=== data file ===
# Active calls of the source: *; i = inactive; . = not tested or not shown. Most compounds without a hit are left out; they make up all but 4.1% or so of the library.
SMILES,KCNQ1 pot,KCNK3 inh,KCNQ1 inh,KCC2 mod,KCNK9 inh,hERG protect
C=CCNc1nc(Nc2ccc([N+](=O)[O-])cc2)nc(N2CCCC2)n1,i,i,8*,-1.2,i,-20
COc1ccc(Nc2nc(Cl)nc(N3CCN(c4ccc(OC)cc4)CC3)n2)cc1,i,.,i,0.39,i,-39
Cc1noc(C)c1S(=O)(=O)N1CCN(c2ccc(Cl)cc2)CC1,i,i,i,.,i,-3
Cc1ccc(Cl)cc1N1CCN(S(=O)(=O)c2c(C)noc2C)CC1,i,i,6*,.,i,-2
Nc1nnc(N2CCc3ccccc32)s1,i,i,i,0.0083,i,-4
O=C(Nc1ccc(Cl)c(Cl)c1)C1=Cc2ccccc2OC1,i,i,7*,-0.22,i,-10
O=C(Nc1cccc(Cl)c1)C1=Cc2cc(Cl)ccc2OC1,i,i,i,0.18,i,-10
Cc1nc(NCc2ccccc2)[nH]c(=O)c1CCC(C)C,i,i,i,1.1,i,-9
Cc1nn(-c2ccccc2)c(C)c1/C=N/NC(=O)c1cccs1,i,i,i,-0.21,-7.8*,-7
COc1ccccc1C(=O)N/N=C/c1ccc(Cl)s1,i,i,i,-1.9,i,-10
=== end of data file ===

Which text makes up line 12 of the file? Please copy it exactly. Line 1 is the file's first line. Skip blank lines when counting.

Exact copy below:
COc1ccccc1C(=O)N/N=C/c1ccc(Cl)s1,i,i,i,-1.9,i,-10